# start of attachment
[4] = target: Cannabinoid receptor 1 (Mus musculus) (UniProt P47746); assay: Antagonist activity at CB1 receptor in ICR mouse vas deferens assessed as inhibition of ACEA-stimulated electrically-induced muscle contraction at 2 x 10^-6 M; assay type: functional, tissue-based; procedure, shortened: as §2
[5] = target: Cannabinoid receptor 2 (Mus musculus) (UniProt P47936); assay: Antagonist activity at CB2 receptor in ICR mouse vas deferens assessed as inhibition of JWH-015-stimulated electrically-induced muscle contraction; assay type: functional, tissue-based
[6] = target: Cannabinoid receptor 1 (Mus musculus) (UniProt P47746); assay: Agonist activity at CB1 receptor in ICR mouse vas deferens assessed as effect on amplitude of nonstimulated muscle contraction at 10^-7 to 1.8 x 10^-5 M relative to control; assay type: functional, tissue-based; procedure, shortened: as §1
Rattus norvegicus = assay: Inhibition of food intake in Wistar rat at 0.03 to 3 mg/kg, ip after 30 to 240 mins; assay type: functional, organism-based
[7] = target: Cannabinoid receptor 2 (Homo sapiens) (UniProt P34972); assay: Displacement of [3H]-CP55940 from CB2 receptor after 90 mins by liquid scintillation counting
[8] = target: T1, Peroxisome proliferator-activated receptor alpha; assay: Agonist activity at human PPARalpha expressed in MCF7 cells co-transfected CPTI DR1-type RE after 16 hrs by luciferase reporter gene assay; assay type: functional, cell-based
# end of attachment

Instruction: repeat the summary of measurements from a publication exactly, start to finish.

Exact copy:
[4] = target: Cannabinoid receptor 1 (Mus musculus) (UniProt P47746); assay: Antagonist activity at CB1 receptor in ICR mouse vas deferens assessed as inhibition of ACEA-stimulated electrically-induced muscle contraction at 2 x 10^-6 M; assay type: functional, tissue-based; procedure, shortened: as §2
[5] = target: Cannabinoid receptor 2 (Mus musculus) (UniProt P47936); assay: Antagonist activity at CB2 receptor in ICR mouse vas deferens assessed as inhibition of JWH-015-stimulated electrically-induced muscle contraction; assay type: functional, tissue-based
[6] = target: Cannabinoid receptor 1 (Mus musculus) (UniProt P47746); assay: Agonist activity at CB1 receptor in ICR mouse vas deferens assessed as effect on amplitude of nonstimulated muscle contraction at 10^-7 to 1.8 x 10^-5 M relative to control; assay type: functional, tissue-based; procedure, shortened: as §1
Rattus norvegicus = assay: Inhibition of food intake in Wistar rat at 0.03 to 3 mg/kg, ip after 30 to 240 mins; assay type: functional, organism-based
[7] = target: Cannabinoid receptor 2 (Homo sapiens) (UniProt P34972); assay: Displacement of [3H]-CP55940 from CB2 receptor after 90 mins by liquid scintillation counting
[8] = target: T1, Peroxisome proliferator-activated receptor alpha; assay: Agonist activity at human PPARalpha expressed in MCF7 cells co-transfected CPTI DR1-type RE after 16 hrs by luciferase reporter gene assay; assay type: functional, cell-based